Posted by on October 03, 2013 in Blog

By Maha Sayed
Legal Fellow

Despite immense polarization within Congress surrounding the budget standoff that has led to the current government shutdown, House Democrats unveiled a comprehensive immigration reform bill yesterday that includes a pathway to citizenship for the estimated 11 million undocumented immigrants working and living in the U.S. The House bill is viewed as a critical step forward to immigration reform and is intended to rally Democrats back to the immigration cause, while putting pressure on House Republicans to act on immigration reform.

On the second day of the government shutdown, House Democratic leaders introduced H.R. 15 “Border Security, Economic Opportunity, and Immigration Modernization Act,” which addresses border security issues, includes provisions providing permanent legal status and a pathway to citizenship for undocumented immigrants, strengthens the DHS’s ability to enforce immigration laws and correct procedural problems, and reforms existing nonimmigrant visa programs. The House bill resembles the Senate’s bi-partisan immigration reform bill that passed in the Senate in June, but replaces the Senate bill’s “border surge” provision with the bipartisan provisions of the McCaul-Thompson “Border Security Results Act” (H.R. 1417) that passed unanimously in May by the House Homeland Security Committee. H.R. 1417 provides specific metrics for border security while removing the Senate’s border security amendment, which calls for militarizing the border by doubling the amount of agents along the Southern border and authorizing the construction of a 700-mile-long fence, costing $30 billion.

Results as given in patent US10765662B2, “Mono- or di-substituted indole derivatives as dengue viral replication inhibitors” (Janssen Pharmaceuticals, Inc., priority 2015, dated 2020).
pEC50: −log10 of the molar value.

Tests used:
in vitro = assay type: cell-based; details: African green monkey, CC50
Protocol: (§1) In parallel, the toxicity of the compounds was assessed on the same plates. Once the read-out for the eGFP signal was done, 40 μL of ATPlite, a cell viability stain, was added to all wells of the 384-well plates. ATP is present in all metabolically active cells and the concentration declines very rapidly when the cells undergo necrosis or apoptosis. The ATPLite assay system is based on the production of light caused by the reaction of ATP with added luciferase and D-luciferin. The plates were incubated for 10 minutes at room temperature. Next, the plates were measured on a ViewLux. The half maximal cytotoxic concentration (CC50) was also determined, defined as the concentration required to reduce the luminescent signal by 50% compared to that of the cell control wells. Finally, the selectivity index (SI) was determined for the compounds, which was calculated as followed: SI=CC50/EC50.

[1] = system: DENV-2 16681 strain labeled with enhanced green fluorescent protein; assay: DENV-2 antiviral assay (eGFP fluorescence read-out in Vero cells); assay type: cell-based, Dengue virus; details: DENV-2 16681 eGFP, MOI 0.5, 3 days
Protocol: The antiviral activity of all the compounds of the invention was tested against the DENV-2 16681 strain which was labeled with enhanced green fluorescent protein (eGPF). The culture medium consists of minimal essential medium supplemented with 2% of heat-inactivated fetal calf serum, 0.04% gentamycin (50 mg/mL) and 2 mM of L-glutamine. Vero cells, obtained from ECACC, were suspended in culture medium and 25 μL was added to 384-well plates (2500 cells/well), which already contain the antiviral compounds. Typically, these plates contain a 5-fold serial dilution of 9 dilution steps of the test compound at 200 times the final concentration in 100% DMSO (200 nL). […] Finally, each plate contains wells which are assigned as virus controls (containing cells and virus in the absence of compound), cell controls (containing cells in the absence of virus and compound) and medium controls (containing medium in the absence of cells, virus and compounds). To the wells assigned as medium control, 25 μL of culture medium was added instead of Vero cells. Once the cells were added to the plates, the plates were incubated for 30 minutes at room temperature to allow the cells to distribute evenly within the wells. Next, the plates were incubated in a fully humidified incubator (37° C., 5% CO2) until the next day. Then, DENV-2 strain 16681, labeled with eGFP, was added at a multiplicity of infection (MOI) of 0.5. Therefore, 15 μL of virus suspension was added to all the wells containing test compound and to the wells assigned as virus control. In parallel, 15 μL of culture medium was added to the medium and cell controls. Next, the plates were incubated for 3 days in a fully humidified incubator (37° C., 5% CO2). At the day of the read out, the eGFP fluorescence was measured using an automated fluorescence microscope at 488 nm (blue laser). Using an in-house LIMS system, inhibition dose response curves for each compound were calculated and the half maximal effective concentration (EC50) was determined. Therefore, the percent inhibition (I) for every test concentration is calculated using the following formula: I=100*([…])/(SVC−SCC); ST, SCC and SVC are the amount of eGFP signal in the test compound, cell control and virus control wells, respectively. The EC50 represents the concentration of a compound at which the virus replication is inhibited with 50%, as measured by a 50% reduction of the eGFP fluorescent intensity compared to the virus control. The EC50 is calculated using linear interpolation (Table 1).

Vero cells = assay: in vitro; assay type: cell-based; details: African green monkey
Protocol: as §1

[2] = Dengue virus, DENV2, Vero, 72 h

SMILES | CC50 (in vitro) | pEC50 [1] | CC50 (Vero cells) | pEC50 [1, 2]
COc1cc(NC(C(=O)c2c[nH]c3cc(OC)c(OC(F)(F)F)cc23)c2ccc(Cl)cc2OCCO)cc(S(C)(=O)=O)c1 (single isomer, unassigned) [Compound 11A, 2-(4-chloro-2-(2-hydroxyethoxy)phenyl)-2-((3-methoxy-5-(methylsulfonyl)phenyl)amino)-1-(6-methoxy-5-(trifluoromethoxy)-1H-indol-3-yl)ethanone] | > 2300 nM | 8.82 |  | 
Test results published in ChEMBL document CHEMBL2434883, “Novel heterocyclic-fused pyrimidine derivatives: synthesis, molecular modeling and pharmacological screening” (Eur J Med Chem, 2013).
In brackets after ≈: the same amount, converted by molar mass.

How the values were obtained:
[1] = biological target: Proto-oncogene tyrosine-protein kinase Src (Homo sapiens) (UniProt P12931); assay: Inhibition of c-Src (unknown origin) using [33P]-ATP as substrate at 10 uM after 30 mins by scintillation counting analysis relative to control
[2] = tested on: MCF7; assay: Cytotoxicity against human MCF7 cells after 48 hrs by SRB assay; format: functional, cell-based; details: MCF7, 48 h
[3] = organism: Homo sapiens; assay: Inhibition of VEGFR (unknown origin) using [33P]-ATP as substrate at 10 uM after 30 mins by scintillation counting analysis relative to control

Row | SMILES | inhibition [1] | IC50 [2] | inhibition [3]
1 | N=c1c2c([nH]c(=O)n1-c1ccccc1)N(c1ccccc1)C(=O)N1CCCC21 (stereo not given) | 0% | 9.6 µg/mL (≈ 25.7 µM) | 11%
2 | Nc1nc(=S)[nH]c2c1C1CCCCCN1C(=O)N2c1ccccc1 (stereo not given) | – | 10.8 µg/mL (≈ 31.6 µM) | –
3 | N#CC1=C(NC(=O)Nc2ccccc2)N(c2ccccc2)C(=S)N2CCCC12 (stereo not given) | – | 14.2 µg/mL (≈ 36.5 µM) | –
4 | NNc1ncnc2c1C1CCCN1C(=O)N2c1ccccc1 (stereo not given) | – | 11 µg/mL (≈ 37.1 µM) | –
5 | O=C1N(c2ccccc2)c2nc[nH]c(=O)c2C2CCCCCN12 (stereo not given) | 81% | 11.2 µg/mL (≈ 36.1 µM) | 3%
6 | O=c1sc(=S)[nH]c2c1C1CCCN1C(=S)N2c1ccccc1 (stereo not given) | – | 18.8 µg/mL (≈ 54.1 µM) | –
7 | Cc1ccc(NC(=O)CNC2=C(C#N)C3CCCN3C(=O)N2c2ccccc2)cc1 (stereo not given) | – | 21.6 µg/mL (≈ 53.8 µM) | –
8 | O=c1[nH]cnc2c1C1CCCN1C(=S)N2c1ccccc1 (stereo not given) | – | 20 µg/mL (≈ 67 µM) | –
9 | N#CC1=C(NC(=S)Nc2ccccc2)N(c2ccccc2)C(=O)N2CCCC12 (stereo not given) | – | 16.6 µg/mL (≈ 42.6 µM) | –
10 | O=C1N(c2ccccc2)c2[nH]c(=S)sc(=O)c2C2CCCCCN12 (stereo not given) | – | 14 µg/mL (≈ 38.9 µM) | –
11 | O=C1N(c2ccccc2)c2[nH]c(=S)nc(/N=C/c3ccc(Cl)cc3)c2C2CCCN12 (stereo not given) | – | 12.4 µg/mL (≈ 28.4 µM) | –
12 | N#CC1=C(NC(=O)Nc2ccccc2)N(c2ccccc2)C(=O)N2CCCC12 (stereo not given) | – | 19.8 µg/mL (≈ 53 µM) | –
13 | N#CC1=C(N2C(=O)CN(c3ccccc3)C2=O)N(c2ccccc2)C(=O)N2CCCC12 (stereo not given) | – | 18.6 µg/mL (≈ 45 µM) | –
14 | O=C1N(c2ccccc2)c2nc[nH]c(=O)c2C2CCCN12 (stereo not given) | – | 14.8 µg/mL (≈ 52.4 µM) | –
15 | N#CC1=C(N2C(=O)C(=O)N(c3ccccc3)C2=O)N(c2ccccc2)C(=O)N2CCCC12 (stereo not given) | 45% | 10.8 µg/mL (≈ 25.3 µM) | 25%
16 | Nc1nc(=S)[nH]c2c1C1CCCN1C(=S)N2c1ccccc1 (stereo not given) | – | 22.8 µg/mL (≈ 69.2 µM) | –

The House immigration reform bill currently has 120 co-sponsors (117 voting members), meaning that immigration advocates need 101 additional supporters to reach a majority. A one-page summary of the bill can be found here, and a larger section by section summary of the bill can be found here.   

Although House Democrats believe this proposal reflects a compromise that both Democrats and Republicans should be able to support, it isn’t likely to advance in the Republican-controlled House. Republicans have instead urged for a piecemeal approach to immigration reform, emphasizing increased border security. The legislation is far from perfect but offers a chance to engage with Republicans on a proposal that emerged from a bipartisan process. 

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